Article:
Collaboration & Mergers

A new report by the Vermont Community Foundation indicates that more than half of Vermont’s nonprofits are considering teaming up, one way or another, to survive the current economic downturn and keep their missions alive.

Launching and maintaining a collaboration can be both promising and challenging. Great gains may be made by joining organizational forces, but the best intentions can fall flat if the effort is not well planned from the beginning.

Collaboration is a process of participation through which people, groups and organizations work together to achieve desired results. Collaborations can take four primary forms: Contractual Relationship, Strategic Alliance, Consolidation and Merger.

In The Making of a Nonprofit Merger, John Emmeus Davis posits:

“Why is collaboration gaining in popularity? A financial explanation would be that it is becoming harder to find enough resources to strengthen every non-profit to the same degree, funding multiple nonprofits to serve a similar clientele in the same locale. There is also the political reality that public and private funders find it difficult to choose easily (or accurately) which nonprofits should live — and which should die.

“There is a practical explanation as well. Collaboration is becoming a strategy of choice simply because it is proving to be an unusually effective way of achieving greater productivity, efficiency and sustainability. When a collaborative (or a merger) is carefully crafted, the nonprofit partners do a better job together than they did apart.”

Many scholars have studied the collaborative process and have suggested that there are several key factors that promote or inhibit the success of the venture. Lynn Borden and Daniel Perkins of the National Network for Collaboration propose the following key features of successful collaboration:

  1. Communication: the collaboration has open and clear communication. There is an established process for communication between meetings;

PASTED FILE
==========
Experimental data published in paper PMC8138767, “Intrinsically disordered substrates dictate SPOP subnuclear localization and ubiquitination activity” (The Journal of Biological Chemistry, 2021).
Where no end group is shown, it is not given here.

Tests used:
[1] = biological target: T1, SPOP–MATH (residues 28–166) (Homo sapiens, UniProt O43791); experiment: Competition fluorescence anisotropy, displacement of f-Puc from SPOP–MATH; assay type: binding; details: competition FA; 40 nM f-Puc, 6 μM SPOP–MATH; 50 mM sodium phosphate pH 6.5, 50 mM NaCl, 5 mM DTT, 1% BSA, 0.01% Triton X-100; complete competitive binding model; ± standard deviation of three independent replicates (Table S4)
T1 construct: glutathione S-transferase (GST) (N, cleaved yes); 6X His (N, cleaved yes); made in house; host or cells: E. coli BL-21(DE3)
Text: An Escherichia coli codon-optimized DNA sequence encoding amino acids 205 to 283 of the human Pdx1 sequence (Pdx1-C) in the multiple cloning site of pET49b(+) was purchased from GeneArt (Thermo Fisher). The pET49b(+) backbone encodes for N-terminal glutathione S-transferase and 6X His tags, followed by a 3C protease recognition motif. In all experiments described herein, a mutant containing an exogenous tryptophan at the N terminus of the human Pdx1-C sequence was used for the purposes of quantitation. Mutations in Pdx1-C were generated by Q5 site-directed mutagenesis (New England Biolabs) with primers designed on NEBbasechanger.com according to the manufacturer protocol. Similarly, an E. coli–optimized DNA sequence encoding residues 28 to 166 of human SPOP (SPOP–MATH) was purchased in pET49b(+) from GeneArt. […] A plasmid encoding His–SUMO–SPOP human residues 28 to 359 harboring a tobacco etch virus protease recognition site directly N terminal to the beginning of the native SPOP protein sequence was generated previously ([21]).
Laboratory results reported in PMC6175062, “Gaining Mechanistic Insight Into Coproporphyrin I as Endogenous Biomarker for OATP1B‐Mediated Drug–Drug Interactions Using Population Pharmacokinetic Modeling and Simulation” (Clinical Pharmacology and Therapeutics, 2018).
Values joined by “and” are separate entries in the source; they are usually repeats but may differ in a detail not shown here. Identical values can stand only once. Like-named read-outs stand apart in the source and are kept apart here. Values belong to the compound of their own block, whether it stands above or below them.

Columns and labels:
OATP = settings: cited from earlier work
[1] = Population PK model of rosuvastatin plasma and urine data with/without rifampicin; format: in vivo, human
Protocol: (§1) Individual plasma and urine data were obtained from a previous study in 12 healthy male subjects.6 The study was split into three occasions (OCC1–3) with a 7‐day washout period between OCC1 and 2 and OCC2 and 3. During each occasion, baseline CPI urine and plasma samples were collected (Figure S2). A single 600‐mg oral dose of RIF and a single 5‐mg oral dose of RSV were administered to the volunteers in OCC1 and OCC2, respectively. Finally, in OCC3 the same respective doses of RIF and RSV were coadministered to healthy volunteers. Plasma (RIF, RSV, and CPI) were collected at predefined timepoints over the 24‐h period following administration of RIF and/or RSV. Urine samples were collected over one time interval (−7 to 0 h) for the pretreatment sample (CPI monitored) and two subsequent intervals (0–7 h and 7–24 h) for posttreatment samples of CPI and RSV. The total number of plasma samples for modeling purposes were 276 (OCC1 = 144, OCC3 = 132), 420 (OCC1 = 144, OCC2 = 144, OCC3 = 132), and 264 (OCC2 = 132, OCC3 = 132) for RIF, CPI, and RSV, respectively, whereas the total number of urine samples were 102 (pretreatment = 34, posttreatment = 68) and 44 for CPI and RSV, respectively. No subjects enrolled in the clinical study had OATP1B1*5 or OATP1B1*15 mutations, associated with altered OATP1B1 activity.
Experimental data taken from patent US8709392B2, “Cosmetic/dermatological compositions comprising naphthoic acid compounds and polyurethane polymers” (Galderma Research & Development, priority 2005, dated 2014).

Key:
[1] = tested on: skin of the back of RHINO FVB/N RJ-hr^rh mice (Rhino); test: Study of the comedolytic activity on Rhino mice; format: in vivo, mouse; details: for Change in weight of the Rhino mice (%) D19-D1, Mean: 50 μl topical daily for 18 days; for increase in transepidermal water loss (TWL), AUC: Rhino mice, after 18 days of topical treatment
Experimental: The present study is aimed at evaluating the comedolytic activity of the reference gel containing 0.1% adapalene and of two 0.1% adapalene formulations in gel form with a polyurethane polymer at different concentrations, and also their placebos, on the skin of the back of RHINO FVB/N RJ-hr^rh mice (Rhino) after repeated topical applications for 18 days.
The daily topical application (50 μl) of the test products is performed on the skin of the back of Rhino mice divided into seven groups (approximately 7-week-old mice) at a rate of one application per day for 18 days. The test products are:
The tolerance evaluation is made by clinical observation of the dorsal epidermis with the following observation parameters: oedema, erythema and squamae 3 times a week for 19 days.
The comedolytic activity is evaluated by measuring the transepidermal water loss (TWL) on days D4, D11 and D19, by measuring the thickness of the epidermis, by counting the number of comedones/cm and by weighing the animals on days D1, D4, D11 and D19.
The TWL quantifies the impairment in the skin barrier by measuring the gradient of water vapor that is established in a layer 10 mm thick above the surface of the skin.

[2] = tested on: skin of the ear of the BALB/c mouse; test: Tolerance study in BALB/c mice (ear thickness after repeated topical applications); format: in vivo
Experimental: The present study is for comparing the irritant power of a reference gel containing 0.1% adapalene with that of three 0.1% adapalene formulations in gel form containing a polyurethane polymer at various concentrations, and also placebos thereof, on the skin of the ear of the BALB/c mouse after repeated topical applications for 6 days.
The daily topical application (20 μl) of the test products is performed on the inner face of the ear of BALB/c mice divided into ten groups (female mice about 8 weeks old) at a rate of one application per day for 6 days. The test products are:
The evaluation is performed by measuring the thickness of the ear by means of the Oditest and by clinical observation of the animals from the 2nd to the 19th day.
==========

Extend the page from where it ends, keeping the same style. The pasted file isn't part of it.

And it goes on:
2. Sustainability: the collaboration has a plan for sustaining membership and resources. This involves membership guidelines relating to terms of office and replacement of members;
  3. Research and Evaluation: the collaboration has conducted a needs assessment or has obtained information to establish its goals and the collaboration continues to collect data to measure goal achievement;
  4. Political Climate: the history and environment surrounding power and decision making is positive. Political climate may be within the community as a whole, systems within the community or networks of people;
  5. Resources: the collaboration has access to needed resources. Resources refer to four types of capital: environmental, in-kind, financial, and human;
  6. Catalysts: the collaboration was started because of existing problem(s) or the reason(s) for collaboration to exist required a comprehensive approach;
  7. Policies/Laws/Regulations: the collaboration has changed policies, laws, and/or regulations that allow the collaboration to function effectively;
  8. History: the community has a history of working cooperatively and solving problems;
  9. Connectedness: members of this collaboration are connected and have established informal and formal communication networks at all levels;
  10. Leadership: the leadership facilitates and supports team building, and capitalizes upon diversity and individual, group and organizational strengths;
  11. Community Development: this community was mobilized to address important issues. There is a communication system and formal information channels that permit the exploration of issues, goals and objectives; and,
  12. Understanding Community: the collaboration understands the community, including its people, cultures, values and habits.

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